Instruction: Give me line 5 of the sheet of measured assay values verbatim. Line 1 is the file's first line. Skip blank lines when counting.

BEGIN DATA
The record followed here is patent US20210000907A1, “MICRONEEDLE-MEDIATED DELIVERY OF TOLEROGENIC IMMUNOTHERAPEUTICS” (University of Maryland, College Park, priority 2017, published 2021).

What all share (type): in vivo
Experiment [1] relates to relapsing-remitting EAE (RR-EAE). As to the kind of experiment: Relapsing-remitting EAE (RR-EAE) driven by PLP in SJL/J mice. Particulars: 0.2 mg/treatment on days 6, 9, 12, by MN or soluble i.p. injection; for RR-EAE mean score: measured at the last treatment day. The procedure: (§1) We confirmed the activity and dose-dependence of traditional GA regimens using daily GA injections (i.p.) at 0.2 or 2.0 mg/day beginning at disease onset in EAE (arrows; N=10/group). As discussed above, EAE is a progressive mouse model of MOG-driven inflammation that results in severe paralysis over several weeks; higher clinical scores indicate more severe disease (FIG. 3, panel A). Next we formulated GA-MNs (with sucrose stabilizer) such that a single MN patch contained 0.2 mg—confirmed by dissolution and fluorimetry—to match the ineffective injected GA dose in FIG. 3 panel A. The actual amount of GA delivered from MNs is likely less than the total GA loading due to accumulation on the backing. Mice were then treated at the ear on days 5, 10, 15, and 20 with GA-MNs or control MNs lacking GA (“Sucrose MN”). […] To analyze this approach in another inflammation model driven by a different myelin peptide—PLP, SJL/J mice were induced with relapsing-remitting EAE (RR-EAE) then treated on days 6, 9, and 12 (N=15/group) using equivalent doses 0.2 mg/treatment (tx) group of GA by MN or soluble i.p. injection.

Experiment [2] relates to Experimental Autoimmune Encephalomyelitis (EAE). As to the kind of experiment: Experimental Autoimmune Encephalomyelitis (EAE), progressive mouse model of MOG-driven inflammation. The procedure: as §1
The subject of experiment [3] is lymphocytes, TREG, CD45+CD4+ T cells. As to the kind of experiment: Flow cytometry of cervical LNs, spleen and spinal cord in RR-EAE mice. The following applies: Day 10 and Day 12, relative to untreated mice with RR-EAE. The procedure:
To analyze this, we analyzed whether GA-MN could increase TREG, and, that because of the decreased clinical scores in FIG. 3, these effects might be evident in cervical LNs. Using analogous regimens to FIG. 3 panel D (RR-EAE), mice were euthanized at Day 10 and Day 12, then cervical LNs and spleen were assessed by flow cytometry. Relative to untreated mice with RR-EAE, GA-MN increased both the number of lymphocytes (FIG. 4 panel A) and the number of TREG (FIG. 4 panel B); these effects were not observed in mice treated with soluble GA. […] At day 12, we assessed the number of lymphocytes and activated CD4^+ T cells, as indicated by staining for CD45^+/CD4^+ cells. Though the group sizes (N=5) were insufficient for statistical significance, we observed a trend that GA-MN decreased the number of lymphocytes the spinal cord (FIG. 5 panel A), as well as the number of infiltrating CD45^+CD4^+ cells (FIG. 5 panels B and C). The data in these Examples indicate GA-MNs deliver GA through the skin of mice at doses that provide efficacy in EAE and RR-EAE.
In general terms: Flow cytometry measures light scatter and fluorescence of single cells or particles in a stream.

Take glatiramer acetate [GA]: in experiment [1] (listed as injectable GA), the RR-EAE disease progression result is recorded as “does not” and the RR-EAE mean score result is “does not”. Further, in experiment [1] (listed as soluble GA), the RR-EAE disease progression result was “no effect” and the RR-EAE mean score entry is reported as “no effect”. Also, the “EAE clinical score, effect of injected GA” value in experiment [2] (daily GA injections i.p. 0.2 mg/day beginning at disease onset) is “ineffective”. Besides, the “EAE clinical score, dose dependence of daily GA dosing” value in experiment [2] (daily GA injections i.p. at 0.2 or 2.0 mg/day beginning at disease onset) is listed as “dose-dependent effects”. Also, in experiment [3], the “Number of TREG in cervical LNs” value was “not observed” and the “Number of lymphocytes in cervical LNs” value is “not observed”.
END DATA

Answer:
The subject of experiment [3] is lymphocytes, TREG, CD45+CD4+ T cells. As to the kind of experiment: Flow cytometry of cervical LNs, spleen and spinal cord in RR-EAE mice. The following applies: Day 10 and Day 12, relative to untreated mice with RR-EAE. The procedure: